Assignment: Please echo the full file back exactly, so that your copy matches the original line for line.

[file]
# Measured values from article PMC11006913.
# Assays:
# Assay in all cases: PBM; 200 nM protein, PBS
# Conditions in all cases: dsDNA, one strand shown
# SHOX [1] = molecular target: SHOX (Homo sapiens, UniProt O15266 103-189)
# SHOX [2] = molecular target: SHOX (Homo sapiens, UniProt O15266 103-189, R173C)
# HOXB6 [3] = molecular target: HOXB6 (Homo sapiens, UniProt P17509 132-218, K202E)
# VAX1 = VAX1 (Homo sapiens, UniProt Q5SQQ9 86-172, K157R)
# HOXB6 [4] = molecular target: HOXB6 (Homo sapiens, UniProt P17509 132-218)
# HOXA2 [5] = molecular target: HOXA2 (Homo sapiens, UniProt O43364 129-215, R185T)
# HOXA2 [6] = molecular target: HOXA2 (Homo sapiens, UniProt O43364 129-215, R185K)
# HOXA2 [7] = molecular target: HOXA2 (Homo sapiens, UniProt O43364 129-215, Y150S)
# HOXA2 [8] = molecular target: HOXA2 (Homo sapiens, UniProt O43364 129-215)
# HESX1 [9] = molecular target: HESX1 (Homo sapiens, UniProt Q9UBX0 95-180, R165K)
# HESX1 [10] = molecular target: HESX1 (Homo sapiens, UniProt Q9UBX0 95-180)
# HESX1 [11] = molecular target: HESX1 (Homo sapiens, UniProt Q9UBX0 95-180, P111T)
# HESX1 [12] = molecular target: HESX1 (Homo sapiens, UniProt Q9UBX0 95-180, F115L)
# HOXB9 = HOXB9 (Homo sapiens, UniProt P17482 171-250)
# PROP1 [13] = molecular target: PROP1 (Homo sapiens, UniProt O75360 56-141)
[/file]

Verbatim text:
# Measured values from article PMC11006913.
# Assays:
# Assay in all cases: PBM; 200 nM protein, PBS
# Conditions in all cases: dsDNA, one strand shown
# SHOX [1] = molecular target: SHOX (Homo sapiens, UniProt O15266 103-189)
# SHOX [2] = molecular target: SHOX (Homo sapiens, UniProt O15266 103-189, R173C)
# HOXB6 [3] = molecular target: HOXB6 (Homo sapiens, UniProt P17509 132-218, K202E)
# VAX1 = VAX1 (Homo sapiens, UniProt Q5SQQ9 86-172, K157R)
# HOXB6 [4] = molecular target: HOXB6 (Homo sapiens, UniProt P17509 132-218)
# HOXA2 [5] = molecular target: HOXA2 (Homo sapiens, UniProt O43364 129-215, R185T)
# HOXA2 [6] = molecular target: HOXA2 (Homo sapiens, UniProt O43364 129-215, R185K)
# HOXA2 [7] = molecular target: HOXA2 (Homo sapiens, UniProt O43364 129-215, Y150S)
# HOXA2 [8] = molecular target: HOXA2 (Homo sapiens, UniProt O43364 129-215)
# HESX1 [9] = molecular target: HESX1 (Homo sapiens, UniProt Q9UBX0 95-180, R165K)
# HESX1 [10] = molecular target: HESX1 (Homo sapiens, UniProt Q9UBX0 95-180)
# HESX1 [11] = molecular target: HESX1 (Homo sapiens, UniProt Q9UBX0 95-180, P111T)
# HESX1 [12] = molecular target: HESX1 (Homo sapiens, UniProt Q9UBX0 95-180, F115L)
# HOXB9 = HOXB9 (Homo sapiens, UniProt P17482 171-250)
# PROP1 [13] = molecular target: PROP1 (Homo sapiens, UniProt O75360 56-141)